Encinitas Trilogy
Families and Flowers
Lines in the Sand
Edmund’s Island


 Resource Guide

Encinitas Trilogy
Community Portraits by
Mark Freeman and Fine Line Productions
copyright 2004 Mark Freeman


Edmund’s Island 2002

Keywords: Encinitas Homelessness


Families and Flowers 2003

Keywords: Encinitas History Horticulture Flower Nurser­ ies Biotechnology Real Estate Development Pesticides Surf­ ing Paul Ecke Ranch Weidners’ Gardens Tayama Green­ houses Guatemala Poinsettias Internment ofJapanese Ameri­ cans


Lines in the Sand 2004

Keywords: Encinitas Environmental A1t Earth Art Kirk   • Van Allyn David Gordon

The Encinitas Trilogy is a p01trait of people who make a real difference in the life of their community. Each of these vid­ eos documents a moment in our shared social history, a frag­ ment of our collective memory in a time of complex chal­ lenges and rapid change. Edmund’s Island is a portrait of a homeless news hawker— an angel to his customers. Fami­ lies and Flowers is the story of growers whose nurseries (and way-of-life) are shadowed by their neighbors’ million dollar homes. In Lines in the Sand environmental artist Kirk Van Allyn etches a sacred space, drawing a labyrinth in the sand.

This Resource Guide and the distribution of these documen­ taries is made possible in part by a grant from the City of Encinitas Commission for the Arts. Responsibility for the content and the productions is entirely the producer’s.

Table of Contents

Edmund’s Island                                 3

Families and Flowers                         5

Lines in the Sand                               8




Edmund’s Island is a portrait of an “angel ” working as an Encinitas , California news-hawker. Edmund is a homeless veteran. But you would never know it watching him dart in and out of traffic selling and giving away over one hundred papers each morning. Edmund’s island is a traffic divider in the middle of Encinitas Blvd. In the minutes between traffic lights Edmund creates a community of face-to-face relationships. More than a vendor, Edmund is a cata­lyst for a caring community. Edmund tells his customers the news of the day, and people routinely give me him gifts of food, money, books and clothing. Edmund reciprocates offering a vision of joy and con­ cern as the life of the community ebbs and flows past his island .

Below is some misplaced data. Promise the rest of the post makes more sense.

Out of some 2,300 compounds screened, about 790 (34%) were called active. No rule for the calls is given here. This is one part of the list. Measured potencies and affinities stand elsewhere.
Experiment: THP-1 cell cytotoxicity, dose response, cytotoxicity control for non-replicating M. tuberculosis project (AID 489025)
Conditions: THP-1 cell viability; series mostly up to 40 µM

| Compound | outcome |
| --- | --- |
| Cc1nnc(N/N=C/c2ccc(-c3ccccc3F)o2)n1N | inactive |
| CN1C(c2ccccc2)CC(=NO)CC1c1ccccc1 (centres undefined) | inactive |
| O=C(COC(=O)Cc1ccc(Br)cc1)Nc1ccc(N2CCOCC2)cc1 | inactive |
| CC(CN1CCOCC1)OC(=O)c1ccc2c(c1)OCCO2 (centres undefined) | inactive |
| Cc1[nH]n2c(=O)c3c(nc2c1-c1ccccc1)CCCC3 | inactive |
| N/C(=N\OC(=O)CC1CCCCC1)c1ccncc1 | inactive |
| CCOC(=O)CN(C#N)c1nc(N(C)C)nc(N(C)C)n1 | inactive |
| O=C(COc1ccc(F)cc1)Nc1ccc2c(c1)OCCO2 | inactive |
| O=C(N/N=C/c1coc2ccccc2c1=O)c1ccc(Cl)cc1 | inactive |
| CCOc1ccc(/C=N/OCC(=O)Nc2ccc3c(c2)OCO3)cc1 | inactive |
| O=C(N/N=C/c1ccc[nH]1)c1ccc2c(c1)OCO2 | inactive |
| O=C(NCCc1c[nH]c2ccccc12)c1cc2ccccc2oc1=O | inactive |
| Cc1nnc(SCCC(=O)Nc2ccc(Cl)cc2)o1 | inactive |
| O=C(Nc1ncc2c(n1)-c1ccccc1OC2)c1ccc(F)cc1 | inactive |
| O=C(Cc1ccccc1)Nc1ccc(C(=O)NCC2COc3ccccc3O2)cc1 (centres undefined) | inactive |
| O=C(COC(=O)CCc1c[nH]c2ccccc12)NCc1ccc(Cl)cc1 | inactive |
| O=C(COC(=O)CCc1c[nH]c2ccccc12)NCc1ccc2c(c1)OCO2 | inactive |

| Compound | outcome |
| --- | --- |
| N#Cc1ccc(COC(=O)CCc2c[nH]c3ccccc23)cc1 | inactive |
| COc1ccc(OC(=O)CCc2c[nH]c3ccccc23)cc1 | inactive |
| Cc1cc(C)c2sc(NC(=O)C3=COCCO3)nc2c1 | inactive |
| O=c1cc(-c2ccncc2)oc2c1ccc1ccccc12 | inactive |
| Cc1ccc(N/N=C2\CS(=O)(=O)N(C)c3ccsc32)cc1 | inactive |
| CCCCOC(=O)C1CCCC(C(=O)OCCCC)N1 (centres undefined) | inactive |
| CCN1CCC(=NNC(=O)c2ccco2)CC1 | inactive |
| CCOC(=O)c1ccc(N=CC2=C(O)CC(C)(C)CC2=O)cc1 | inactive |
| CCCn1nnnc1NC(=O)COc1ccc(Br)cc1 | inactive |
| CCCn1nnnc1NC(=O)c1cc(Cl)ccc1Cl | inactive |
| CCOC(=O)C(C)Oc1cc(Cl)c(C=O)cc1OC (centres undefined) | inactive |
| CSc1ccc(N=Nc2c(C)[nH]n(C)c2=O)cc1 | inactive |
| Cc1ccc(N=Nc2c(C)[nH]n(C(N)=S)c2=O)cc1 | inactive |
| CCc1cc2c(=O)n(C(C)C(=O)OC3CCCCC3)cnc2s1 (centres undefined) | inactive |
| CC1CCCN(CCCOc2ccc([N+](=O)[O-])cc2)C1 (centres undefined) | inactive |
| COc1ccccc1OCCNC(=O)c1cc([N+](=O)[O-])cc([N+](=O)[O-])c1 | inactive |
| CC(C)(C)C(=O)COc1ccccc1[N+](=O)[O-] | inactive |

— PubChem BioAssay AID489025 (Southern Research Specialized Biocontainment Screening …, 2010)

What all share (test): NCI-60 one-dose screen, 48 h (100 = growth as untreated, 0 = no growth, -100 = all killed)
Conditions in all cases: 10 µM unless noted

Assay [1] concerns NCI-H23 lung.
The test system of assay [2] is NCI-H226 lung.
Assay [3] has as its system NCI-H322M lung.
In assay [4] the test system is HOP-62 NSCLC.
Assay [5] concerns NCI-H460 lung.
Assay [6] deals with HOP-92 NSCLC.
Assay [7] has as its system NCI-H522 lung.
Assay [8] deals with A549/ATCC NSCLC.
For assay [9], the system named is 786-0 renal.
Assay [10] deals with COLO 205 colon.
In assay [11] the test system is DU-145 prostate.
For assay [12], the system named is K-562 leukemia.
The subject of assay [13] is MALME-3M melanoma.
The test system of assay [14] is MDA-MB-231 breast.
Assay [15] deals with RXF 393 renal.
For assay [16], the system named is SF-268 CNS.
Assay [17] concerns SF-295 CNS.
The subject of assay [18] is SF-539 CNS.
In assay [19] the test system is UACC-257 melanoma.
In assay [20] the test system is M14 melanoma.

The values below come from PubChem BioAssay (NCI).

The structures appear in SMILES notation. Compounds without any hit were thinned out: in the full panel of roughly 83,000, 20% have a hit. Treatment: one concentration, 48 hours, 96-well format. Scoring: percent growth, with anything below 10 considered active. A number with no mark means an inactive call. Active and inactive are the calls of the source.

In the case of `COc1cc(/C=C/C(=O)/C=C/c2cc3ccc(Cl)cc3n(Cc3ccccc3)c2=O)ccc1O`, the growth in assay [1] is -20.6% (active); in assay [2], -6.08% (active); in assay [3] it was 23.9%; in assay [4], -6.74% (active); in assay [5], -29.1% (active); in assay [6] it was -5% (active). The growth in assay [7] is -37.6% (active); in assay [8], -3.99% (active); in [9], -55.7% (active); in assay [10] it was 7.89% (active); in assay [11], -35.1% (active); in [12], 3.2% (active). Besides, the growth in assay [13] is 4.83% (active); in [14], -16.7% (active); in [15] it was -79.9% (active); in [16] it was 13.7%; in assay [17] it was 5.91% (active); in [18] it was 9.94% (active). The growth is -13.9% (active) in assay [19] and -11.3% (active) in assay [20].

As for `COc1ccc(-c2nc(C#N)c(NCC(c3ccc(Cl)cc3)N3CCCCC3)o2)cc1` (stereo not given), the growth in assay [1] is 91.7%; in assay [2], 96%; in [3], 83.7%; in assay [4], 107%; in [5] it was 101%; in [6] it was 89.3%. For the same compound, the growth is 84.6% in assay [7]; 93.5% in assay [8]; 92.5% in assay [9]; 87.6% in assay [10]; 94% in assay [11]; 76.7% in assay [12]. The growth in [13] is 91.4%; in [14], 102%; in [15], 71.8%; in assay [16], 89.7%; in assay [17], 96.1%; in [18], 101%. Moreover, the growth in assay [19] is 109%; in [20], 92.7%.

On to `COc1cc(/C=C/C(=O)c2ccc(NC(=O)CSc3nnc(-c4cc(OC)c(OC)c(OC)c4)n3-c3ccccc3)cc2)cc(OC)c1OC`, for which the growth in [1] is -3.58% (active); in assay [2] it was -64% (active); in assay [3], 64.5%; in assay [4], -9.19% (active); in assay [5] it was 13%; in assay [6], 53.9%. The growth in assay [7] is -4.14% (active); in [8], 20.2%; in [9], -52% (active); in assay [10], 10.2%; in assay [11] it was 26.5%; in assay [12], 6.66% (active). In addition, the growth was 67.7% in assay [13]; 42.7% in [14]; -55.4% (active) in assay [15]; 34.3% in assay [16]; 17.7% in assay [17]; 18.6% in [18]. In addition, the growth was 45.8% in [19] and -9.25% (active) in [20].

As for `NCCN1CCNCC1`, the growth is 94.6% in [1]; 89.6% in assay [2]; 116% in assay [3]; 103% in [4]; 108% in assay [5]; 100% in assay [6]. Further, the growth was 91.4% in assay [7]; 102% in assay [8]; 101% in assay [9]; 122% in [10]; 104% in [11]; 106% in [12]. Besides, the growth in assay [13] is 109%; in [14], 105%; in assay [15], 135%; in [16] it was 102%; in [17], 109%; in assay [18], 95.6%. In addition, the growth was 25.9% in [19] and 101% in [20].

Many people’s images of homeless are comprised primarily of nega­tive stereotypes. It ‘s my hope that a positive image may be useful for community education and outreach. Humanizing our notion of homeles sness can help create possibilities for positive change.

Curriculum suggestions

English classes in which literature concerned with contemporary sto­ries will resonate with the tale of Edmund Thompson, a homeless news-vendor who brings much more than papers to our town. Social Studies classes especially those with community service learn­ ing units will benefit from this introduction to the topic.

Alpha Project      See ” About Homeless”  http://www.alph

Interfaith Shelter Network

National Alliance for the Mentally Ill

Regional Task Force on the Homeless

Discussion Questions

  • Are there homeless people in Encinitas? Where ? What do you know about them?
  • ls this a national problem? Why? (Jobs, housin g, substance abuse issues)
  • What kinds of changes would we have to make in our society to eliminate homelessness?
  • What can we do here in Encinitas? What kinds of services and shelters are available?
  • What can we do individually or as a class to help?

Suggested Project
Students can create a questionnaire to learn what people commonly know about homeless in Encinitas. Researching suggested websites is the basis for a fact based report on the problem and potential solutions.

After Edmund’s Island was completed, the Union-Tribune­ anounced that they would no longer allow Edmund and other home­ less news hawkers to sell the paper on the streets of Encinitas. In response numerous advocates for the homeless protest the Union­ Tribune’s decision. Despite coverage on television and in other local papers, the U-T refused to delay or reconsider its decision.

Concerned for Edmund in the community resulted in a job opportunity for him as a kitchen worker in an Encinitas home for seniors. But the low pay and expensive commute from downtown San Diego where Edmund still slept on the street, were too much. Edmund left his job and disappeared from Encinitas.

Families and Flowers

Families and Flowers is a community portrait. For three -quarters of a century Japanese, German, and Mexican Americans have come to Encinitas to grow flowers, market blooms and raise families.   This is a story of immigrants and entrepreneur s; a story of continuity and change; of self-sufficiency and adaptability.

The flower-growing industry in northern San Diego County is in many ways a microcosm of our rapidly changing society. Encinitas —the once self-proclaimed “flower capital of the world”– is facing daunt­ing challenges. Economic growth and increased population are put­ tin g more demands on land. water and energy resources . New subdivisions continue to replace former growing-fields and greenhouses. Environmental concerns and regulations are seen by so me as a threat to profitability. International competition is fierce. And capital costs and public concern may limit the potential of a biotech revolution in the flower fields.